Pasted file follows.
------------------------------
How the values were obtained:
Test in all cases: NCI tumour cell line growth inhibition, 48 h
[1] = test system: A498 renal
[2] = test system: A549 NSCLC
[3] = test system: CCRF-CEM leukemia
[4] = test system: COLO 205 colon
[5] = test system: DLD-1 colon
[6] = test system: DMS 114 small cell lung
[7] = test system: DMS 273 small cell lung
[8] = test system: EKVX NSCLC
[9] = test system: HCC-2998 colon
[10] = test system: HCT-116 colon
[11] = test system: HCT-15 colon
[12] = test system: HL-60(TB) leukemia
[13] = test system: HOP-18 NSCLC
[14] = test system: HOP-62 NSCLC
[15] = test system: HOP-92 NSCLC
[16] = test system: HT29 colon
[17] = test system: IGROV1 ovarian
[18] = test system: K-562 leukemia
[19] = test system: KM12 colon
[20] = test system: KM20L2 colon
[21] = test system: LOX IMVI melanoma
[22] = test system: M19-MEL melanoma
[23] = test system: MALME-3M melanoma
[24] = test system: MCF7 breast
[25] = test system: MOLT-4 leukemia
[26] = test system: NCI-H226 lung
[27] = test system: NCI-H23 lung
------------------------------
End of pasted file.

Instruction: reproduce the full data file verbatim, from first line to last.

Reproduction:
How the values were obtained:
Test in all cases: NCI tumour cell line growth inhibition, 48 h
[1] = test system: A498 renal
[2] = test system: A549 NSCLC
[3] = test system: CCRF-CEM leukemia
[4] = test system: COLO 205 colon
[5] = test system: DLD-1 colon
[6] = test system: DMS 114 small cell lung
[7] = test system: DMS 273 small cell lung
[8] = test system: EKVX NSCLC
[9] = test system: HCC-2998 colon
[10] = test system: HCT-116 colon
[11] = test system: HCT-15 colon
[12] = test system: HL-60(TB) leukemia
[13] = test system: HOP-18 NSCLC
[14] = test system: HOP-62 NSCLC
[15] = test system: HOP-92 NSCLC
[16] = test system: HT29 colon
[17] = test system: IGROV1 ovarian
[18] = test system: K-562 leukemia
[19] = test system: KM12 colon
[20] = test system: KM20L2 colon
[21] = test system: LOX IMVI melanoma
[22] = test system: M19-MEL melanoma
[23] = test system: MALME-3M melanoma
[24] = test system: MCF7 breast
[25] = test system: MOLT-4 leukemia
[26] = test system: NCI-H226 lung
[27] = test system: NCI-H23 lung